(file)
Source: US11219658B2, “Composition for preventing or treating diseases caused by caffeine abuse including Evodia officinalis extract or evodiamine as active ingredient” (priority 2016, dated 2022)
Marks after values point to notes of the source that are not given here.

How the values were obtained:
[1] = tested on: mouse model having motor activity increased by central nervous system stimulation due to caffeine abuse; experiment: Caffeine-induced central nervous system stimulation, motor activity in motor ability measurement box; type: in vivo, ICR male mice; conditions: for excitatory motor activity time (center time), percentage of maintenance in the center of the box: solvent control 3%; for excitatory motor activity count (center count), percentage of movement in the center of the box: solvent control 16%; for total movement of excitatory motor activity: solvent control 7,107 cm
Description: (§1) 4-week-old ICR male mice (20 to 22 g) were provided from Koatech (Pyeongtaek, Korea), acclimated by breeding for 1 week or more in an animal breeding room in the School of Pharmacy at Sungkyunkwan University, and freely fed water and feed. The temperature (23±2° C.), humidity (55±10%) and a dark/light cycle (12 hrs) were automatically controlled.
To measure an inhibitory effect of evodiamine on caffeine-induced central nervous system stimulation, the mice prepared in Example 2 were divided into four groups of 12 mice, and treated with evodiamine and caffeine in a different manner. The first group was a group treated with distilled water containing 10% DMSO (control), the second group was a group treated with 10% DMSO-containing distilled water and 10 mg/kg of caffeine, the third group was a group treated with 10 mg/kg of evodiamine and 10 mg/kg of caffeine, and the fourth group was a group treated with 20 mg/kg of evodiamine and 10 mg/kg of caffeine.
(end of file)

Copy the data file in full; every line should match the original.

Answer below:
Source: US11219658B2, “Composition for preventing or treating diseases caused by caffeine abuse including Evodia officinalis extract or evodiamine as active ingredient” (priority 2016, dated 2022)
Marks after values point to notes of the source that are not given here.

How the values were obtained:
[1] = tested on: mouse model having motor activity increased by central nervous system stimulation due to caffeine abuse; experiment: Caffeine-induced central nervous system stimulation, motor activity in motor ability measurement box; type: in vivo, ICR male mice; conditions: for excitatory motor activity time (center time), percentage of maintenance in the center of the box: solvent control 3%; for excitatory motor activity count (center count), percentage of movement in the center of the box: solvent control 16%; for total movement of excitatory motor activity: solvent control 7,107 cm
Description: (§1) 4-week-old ICR male mice (20 to 22 g) were provided from Koatech (Pyeongtaek, Korea), acclimated by breeding for 1 week or more in an animal breeding room in the School of Pharmacy at Sungkyunkwan University, and freely fed water and feed. The temperature (23±2° C.), humidity (55±10%) and a dark/light cycle (12 hrs) were automatically controlled.
To measure an inhibitory effect of evodiamine on caffeine-induced central nervous system stimulation, the mice prepared in Example 2 were divided into four groups of 12 mice, and treated with evodiamine and caffeine in a different manner. The first group was a group treated with distilled water containing 10% DMSO (control), the second group was a group treated with 10% DMSO-containing distilled water and 10 mg/kg of caffeine, the third group was a group treated with 10 mg/kg of evodiamine and 10 mg/kg of caffeine, and the fourth group was a group treated with 20 mg/kg of evodiamine and 10 mg/kg of caffeine.